Are words an instrument of knowledge? And, if so, what sort of? Are they an instance of inference insofar as one infers the meaning on the basis of the words used? Or are they are an independent instrument of knowledge, since the connection between words and meanings is not of inferential nature?
The 175th Philosophers’ Carnival is ahead of schedule, here. It links to interesting posts, mostly on epistemology of testimony, philosophy of language, modal logic, ethics and theology, which are all more or less my favourite topics. Thus, I guess I should not complain about the lack of diversity in the posts mentioned.
According to Mīmāṃsā authors, prescriptions do not apply sic et simpliciter to anyone. They apply to a selected group of addressees, who are identified through a nimitta ‘condition’. Accordingly, the standard form of a prescription is:
(A) The one who is desirous of heaven [substitute ‘heaven’ with any other goal] should sacrifice with the Darśapūrṇamāsa [substitute ‘DPM’ with any other goal].
Anand Vaidya has recently raised a very intriguing discussion on modality in Indian philosophy. His post started with the suggestion that modality is less central in Indian philosophy than it is in Western thought. In the comments, several scholars suggested examples hinting at reflections on modality also in Indian thought but, now that I think again about them, they mostly discussed the modality of possibility in Indian thought. What about necessity?
The chapter on śabda ‘language as instrument of knowledge’ within Kumārila’s Ślokavārttika is an elaborate defense of linguistic communication as an autonomous instrument of knowledge. Still, its philosophical impact runs the risk to go unnoticed because it is at the same time also a polemical work targeting rival theories which we either do not know enough or we might be less interested in, and a commentary on its root text, Śabara’s Bhāṣya on the Mīmāṃsā Sūtra. The chapter has also the further advantage that all three commentaries on it have been preserved. Thus, beside Pārthasārathi’s useful one, one can benefit also from Śālikanātha’s deeper one and from Uṃveka’s commentary, which is the most ancient, tends to preserve better readings of the text and is philosophically challenging.
The following is thus the first post in a series attempting a pathway through the chapter:
Again as part of my collaboration with (Western) logicians (about which you can read this post and the further ones linked from it), I was confronted with the question of whether Classical (Aristotelian) Logic applies to Mīmāṃsā. For the ones of you who have stopped studying logic long ago, this amounts to ask whether Mīmāṃsā authors would agree that at each given time, either A or “non-A” is true (and, as a consequence, that there is no middle way between these two alternatives, or tertium non datur).
I discussed already in several previous posts a project on the application of deontic logic to the understanding of the Mīmāṃsā exegesis of the Vedas. Now, the project leader, Agata Ciabattoni, made me ponder about a question I should have considered long ago, namely whether someone else has been applying deontic logic to other Sacred Texts.
At first sight, I would have thought that this would have certainly been the case, given that Sacred Texts are, at least in part, prescriptive texts.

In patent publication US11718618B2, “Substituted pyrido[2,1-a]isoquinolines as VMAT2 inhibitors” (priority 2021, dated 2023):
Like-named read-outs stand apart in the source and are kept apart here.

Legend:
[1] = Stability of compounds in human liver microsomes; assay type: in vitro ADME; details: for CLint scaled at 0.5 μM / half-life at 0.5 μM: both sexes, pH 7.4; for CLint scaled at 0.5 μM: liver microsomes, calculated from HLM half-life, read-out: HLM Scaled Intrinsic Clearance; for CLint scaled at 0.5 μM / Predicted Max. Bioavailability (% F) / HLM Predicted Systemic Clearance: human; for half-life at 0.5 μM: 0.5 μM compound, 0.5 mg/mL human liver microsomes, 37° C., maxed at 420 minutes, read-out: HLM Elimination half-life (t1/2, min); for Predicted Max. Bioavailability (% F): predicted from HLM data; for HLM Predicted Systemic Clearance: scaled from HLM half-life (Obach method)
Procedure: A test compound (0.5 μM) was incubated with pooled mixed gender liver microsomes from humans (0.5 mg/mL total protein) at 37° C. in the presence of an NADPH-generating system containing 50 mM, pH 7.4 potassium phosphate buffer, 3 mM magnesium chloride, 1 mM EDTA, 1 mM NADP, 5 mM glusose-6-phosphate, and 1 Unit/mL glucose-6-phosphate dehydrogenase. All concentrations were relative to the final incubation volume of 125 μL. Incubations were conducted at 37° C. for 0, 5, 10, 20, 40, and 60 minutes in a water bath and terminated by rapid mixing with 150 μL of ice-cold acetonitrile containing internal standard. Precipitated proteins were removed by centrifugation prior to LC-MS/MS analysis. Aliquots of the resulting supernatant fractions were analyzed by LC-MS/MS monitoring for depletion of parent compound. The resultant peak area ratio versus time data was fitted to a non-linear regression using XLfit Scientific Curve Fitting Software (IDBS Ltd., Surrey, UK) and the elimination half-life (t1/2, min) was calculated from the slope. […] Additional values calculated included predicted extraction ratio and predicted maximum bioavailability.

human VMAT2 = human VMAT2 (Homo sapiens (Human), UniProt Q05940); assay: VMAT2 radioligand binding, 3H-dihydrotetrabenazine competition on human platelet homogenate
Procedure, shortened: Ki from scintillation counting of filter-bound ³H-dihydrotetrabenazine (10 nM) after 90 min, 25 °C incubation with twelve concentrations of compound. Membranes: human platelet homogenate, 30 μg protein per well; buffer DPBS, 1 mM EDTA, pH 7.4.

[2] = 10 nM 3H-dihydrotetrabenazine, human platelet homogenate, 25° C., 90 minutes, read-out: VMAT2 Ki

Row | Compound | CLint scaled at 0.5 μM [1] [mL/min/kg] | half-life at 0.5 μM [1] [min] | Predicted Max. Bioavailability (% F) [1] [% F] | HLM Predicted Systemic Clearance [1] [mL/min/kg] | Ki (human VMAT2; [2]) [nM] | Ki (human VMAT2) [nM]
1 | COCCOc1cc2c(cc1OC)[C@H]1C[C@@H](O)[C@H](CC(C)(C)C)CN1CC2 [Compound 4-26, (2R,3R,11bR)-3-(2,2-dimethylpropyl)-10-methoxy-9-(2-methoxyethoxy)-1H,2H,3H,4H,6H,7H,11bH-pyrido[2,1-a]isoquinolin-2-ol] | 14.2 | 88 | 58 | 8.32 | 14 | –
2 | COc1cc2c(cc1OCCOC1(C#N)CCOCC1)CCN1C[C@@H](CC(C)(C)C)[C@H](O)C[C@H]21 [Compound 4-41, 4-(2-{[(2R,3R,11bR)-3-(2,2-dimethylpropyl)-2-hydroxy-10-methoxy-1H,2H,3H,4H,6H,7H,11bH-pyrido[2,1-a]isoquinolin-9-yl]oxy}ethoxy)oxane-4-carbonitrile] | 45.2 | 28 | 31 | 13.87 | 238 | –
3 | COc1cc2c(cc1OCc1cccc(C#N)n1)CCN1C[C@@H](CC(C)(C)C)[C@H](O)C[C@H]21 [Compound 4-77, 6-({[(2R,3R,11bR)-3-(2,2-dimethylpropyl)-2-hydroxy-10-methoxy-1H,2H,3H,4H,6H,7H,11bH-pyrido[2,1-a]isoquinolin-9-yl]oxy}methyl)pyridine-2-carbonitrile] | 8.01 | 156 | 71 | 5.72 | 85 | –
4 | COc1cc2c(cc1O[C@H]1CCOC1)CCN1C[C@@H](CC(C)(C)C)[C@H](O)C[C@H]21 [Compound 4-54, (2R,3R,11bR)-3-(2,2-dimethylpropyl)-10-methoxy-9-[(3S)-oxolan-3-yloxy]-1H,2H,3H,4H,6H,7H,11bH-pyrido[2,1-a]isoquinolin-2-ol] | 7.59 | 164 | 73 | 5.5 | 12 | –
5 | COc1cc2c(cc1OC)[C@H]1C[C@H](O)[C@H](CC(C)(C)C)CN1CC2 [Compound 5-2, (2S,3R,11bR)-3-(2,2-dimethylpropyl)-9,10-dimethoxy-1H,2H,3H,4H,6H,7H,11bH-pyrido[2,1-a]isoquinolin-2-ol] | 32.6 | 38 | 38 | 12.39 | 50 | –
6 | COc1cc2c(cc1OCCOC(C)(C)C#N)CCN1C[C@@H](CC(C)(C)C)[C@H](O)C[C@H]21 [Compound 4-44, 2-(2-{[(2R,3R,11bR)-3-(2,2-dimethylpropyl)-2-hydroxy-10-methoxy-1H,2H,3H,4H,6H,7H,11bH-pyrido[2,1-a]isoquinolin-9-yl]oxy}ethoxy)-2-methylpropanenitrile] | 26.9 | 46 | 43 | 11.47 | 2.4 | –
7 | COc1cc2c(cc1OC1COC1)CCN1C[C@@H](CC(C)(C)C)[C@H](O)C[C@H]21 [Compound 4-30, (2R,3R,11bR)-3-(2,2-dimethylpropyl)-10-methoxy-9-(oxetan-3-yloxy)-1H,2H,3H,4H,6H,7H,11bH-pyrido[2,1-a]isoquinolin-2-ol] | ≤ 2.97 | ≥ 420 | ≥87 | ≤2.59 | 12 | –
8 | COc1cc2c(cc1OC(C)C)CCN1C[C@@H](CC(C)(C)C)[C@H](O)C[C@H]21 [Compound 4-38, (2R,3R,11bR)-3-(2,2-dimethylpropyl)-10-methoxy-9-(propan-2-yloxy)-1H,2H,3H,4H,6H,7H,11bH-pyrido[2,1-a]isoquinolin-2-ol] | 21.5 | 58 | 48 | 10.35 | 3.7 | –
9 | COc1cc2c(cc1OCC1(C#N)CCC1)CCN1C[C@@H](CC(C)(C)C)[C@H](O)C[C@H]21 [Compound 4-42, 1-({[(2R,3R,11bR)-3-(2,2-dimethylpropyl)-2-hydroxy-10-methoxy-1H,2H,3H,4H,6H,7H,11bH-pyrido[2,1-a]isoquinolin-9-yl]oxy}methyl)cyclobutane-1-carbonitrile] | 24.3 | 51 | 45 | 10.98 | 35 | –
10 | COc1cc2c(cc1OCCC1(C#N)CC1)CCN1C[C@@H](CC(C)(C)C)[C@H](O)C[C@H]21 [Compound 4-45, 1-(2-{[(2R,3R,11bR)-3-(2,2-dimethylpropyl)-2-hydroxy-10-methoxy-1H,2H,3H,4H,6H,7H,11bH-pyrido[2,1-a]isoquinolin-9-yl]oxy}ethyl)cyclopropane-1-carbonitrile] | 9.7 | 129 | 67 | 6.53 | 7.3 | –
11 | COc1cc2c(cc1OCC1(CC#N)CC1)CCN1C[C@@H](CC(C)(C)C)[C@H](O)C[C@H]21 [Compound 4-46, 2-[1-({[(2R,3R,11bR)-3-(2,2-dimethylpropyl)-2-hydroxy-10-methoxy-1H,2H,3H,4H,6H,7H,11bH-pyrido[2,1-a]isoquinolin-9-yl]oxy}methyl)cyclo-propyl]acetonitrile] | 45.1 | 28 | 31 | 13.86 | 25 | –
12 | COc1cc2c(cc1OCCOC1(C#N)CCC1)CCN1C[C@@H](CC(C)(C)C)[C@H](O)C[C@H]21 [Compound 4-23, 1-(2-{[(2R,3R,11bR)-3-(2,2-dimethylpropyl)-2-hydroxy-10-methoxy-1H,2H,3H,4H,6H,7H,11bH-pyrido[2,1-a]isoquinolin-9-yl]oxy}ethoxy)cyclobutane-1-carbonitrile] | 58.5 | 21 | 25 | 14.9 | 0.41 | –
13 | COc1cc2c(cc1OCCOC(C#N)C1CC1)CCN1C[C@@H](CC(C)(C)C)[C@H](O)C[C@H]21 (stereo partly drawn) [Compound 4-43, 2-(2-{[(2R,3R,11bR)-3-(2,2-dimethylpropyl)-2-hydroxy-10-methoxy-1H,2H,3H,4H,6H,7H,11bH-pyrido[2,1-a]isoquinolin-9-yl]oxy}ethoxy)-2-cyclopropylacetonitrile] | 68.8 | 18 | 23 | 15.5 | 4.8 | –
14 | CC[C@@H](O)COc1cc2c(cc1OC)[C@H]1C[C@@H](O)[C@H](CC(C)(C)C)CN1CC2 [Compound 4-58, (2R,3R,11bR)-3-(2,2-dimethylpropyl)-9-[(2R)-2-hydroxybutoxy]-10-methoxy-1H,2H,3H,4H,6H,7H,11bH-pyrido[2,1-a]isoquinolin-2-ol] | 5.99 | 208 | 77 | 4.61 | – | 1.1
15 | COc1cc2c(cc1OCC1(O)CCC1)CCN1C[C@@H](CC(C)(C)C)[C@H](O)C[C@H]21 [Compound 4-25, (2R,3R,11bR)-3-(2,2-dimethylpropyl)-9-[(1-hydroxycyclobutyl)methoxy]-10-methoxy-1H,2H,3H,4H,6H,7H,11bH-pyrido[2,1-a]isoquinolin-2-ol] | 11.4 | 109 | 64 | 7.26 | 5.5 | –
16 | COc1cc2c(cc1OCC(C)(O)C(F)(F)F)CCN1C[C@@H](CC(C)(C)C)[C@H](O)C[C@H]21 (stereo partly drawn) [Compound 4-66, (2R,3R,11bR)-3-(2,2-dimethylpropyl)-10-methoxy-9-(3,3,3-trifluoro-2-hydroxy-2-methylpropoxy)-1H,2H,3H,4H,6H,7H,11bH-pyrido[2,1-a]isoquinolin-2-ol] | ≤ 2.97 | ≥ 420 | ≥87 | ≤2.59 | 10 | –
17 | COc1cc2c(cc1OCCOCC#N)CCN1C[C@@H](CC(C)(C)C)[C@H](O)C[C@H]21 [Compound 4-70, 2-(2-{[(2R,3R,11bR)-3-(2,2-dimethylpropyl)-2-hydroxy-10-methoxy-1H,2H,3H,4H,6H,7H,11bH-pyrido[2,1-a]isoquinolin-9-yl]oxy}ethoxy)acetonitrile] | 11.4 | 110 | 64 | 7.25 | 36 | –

Let us take the abstract form of a Vedic prescription:
(A.) Whoever desires to achieve something should sacrifice
It is easy for an objector to go on and argue as follows:
A Śūdra (i.e., a member of the lowest class) desires to achieve something
A Śūdra should sacrifice (PMS 6.1.25)
Welcome to the 172nd Philosophers’ Carnival! Read, enjoy, add your favourites in the comments below and submit here your proposals for the next edition of the Philosophers’ Carnival (which will be hosted by Samuel Paul Douglas).
As a general framework, let me start with Catarina Dutilh Novaes’ review of Williamson’s Tetralogue, discussing the possibility of rational dialogue to advance knowledge —that is, the reason which could make philosophy more than a Glasperlenspiel.
Should philosophy (of religion) go out of its comfort zone?
In this post, Aaron Thomas-Bolduc suggests that we should go out of our comfort zones and test our ideas outside them. A few days before, Adriano Mannino had posted here his comments on a study by Helen De Cruz and asked whether philosophy of religion is more than Christian apologetics.
This post by Michael Almeida shows that arguments about philosophy of religion can be dealt with in a purely logical way (from premisses to absurd consequences). Similarly, Eric Schwitzgebel discusses here the application to artificial intelligence of a problem originally dealt with within philosophy of religion, i.e., God’s responsibility for our well-being (and our responsibility towards AI, if we ever were to create one). By the way, the author includes in his dialogue also the Confucian approach of ethical obligations (which get stronger the closer one is to oneself, so that one has higher obligations towards one’s family than towards strangers).
Free will within and without contemporary Western philosophy
The idea of going out of one’s comfort zone brings me to the following series of posts, dedicated to free will. One can start with John Danaher‘s general summary of the possible meanings of “Liberty” and “Free will” as explained by Skinner (John Danaher has further interesting posts on freedom and work and democracy).